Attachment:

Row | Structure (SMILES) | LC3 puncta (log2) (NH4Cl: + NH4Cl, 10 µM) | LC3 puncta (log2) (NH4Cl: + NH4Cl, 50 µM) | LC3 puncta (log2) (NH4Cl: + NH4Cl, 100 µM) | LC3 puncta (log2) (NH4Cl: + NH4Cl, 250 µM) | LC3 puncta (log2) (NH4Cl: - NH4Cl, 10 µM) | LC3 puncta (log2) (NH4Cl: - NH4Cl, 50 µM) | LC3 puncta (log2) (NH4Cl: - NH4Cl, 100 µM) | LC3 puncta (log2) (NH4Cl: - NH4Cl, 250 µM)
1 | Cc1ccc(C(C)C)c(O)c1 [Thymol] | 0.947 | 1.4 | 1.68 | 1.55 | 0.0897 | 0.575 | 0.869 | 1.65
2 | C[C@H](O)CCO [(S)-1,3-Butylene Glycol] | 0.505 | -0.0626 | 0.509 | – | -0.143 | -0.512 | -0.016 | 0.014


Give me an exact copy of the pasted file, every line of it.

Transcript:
Row | Structure (SMILES) | LC3 puncta (log2) (NH4Cl: + NH4Cl, 10 µM) | LC3 puncta (log2) (NH4Cl: + NH4Cl, 50 µM) | LC3 puncta (log2) (NH4Cl: + NH4Cl, 100 µM) | LC3 puncta (log2) (NH4Cl: + NH4Cl, 250 µM) | LC3 puncta (log2) (NH4Cl: - NH4Cl, 10 µM) | LC3 puncta (log2) (NH4Cl: - NH4Cl, 50 µM) | LC3 puncta (log2) (NH4Cl: - NH4Cl, 100 µM) | LC3 puncta (log2) (NH4Cl: - NH4Cl, 250 µM)
1 | Cc1ccc(C(C)C)c(O)c1 [Thymol] | 0.947 | 1.4 | 1.68 | 1.55 | 0.0897 | 0.575 | 0.869 | 1.65
2 | C[C@H](O)CCO [(S)-1,3-Butylene Glycol] | 0.505 | -0.0626 | 0.509 | – | -0.143 | -0.512 | -0.016 | 0.014